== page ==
Enhancement of passive avoidance learning through small doses of intra-amygdaloid physostigmine in the young rat. Its relation to the development of acetylcholinesterase

Authors

  • Vincent Dumery,

    1. Université Pierre et Marie Curie-C.N.R.S. UA 1199, Institut des Neurosciences, Département de Neurophysiologie Comparée, 9 quai Saint Bernard, F-75005 Paris, France
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  • Paul Derer,

    1. Université Pierre et Marie Curie-C.N.R.S. UA 1199, Institut des Neurosciences, Département de Cytologie, 9 quai Saint Bernard, F-75005 Paris, France
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  • Denise Blozovski

    Corresponding author
    1. Université Pierre et Marie Curie-C.N.R.S. UA 1199, Institut des Neurosciences, Département de Neurophysiologic Comparée, 9 quai Saint Bernard, F-75005 Paris, France
    • Université Pierre et Marie Curie-C.N.R.S. UA 1199, Institut des Neurosciences, Departement de Neurophysiologie Comparée, 9 quai Saint Bernard, F-75005 Paris, France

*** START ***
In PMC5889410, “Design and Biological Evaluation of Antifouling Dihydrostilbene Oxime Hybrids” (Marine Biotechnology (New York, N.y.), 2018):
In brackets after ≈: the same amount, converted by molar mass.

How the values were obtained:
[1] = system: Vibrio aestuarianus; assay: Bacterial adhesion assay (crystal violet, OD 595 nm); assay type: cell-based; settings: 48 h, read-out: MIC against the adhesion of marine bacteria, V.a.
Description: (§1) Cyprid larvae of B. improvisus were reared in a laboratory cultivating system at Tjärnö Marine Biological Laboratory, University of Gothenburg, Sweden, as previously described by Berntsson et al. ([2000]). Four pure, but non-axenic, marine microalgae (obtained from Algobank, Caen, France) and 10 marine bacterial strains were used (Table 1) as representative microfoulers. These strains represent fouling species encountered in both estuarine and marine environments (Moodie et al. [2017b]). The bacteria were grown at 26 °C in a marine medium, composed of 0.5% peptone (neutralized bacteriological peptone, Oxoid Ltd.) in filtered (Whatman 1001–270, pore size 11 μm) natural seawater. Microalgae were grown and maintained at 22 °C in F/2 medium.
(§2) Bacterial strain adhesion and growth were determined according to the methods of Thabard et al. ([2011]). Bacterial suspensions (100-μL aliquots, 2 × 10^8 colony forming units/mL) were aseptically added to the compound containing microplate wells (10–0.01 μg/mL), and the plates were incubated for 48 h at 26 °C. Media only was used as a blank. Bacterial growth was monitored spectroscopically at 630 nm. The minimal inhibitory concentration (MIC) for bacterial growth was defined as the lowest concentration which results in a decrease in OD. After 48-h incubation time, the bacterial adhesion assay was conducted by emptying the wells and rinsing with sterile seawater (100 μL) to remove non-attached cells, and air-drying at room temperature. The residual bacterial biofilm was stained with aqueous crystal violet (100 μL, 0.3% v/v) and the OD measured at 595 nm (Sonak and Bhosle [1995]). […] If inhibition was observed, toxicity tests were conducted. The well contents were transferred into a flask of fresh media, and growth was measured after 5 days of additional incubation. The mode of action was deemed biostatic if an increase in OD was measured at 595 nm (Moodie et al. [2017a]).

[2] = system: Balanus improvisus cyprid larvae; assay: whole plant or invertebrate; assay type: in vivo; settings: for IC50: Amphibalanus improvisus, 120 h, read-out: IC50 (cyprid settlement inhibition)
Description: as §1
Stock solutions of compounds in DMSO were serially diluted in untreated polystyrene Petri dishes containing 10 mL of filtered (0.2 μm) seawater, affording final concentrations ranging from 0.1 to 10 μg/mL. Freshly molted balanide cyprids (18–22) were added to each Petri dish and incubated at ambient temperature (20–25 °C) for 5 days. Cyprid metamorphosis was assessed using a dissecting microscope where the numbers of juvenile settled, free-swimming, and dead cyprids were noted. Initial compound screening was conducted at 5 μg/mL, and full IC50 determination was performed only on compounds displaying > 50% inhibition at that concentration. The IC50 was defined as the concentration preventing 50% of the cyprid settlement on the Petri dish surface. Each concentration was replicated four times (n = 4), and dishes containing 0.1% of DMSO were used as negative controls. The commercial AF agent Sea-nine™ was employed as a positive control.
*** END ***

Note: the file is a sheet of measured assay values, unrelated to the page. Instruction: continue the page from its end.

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Abstract

Passive avoidance learning was studied in young rats 7-20 days old, in control conditions and after bilateral injections of physostigmine into the lateral amygdaloid nucleus. Acquisition in controls was possible from postnatal Day 8 on, progressed markedly after Day 11, and nearly reached maturity by Day 20. Physostigmine differentially altered acquisition depending on the dose: facilitation with low doses, no effect with moderate doses, and impairment with high doses. Enhanced learning through small doses of physostigmine was observed at all ages from Day 8 on, and was greater with 0.2 μg than with 0.1 μg. Maturation of the cholinergic innervation of the amygdaloid region was also studied between Days 9-20 using acetylcholine-esterase histochemistry. The results suggest that passive avoidance learning is dependent on amygdaloid cholinergic mechanisms early in life. In addition, very immature cholonergic systems, which are known to be uninfluenced by anticholinesterases.

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